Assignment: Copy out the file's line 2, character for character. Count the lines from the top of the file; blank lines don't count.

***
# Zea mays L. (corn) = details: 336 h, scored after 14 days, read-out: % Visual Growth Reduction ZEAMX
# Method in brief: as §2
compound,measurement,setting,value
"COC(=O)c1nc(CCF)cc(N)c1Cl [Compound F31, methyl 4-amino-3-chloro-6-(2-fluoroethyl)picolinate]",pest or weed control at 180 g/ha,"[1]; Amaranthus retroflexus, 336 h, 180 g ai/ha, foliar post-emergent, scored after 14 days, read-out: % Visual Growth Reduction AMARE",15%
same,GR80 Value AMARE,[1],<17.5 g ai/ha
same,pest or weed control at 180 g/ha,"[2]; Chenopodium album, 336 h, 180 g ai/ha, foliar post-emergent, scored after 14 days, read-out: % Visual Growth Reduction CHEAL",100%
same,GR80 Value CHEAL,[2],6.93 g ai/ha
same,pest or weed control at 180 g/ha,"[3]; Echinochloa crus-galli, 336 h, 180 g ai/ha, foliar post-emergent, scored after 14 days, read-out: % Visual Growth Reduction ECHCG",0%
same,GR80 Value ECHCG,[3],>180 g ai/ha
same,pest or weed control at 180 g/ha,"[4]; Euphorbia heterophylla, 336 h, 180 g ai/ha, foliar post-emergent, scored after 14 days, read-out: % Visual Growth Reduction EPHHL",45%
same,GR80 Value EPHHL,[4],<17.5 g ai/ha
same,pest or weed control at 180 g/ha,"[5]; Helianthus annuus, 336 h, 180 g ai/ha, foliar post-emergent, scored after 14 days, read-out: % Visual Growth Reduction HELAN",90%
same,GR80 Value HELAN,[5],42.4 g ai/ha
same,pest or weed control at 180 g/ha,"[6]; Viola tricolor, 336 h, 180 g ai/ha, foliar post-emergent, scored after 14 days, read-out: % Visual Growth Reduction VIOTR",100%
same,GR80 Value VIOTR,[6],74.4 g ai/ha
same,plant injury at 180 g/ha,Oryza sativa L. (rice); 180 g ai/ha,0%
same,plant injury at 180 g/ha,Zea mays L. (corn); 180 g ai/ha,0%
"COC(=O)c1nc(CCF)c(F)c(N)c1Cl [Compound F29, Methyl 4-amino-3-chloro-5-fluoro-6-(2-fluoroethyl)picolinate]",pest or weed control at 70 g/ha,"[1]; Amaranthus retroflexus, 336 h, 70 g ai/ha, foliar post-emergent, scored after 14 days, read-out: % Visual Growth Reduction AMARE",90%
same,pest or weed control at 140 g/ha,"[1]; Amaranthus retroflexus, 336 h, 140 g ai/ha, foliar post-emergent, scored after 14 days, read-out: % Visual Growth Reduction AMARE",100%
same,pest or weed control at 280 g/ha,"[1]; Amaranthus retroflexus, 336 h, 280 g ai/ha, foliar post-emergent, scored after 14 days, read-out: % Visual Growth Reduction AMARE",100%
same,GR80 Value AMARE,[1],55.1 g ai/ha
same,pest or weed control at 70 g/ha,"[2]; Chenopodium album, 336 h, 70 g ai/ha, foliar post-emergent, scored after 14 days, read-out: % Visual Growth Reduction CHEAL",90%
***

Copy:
# Method in brief: as §2